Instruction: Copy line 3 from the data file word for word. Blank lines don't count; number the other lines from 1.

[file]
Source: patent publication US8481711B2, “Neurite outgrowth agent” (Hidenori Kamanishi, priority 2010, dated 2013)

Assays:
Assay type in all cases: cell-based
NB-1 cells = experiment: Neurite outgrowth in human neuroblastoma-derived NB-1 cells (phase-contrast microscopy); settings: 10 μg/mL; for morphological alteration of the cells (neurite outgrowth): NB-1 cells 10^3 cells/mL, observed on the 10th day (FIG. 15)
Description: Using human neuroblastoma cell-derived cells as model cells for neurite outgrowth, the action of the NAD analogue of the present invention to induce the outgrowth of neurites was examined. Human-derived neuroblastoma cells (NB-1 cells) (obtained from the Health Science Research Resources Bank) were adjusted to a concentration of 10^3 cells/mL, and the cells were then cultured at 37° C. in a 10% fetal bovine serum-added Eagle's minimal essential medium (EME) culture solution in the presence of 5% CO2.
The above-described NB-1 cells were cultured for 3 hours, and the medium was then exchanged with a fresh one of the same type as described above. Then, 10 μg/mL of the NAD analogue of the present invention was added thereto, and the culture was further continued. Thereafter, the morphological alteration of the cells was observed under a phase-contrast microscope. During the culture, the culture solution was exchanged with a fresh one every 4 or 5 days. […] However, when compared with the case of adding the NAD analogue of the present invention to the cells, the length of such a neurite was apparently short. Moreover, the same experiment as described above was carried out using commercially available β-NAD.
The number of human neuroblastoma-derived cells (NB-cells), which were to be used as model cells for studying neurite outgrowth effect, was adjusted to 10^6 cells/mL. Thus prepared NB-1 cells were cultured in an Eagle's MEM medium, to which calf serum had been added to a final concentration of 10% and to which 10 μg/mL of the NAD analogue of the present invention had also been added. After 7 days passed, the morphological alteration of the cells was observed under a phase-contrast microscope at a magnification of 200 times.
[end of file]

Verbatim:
Assay type in all cases: cell-based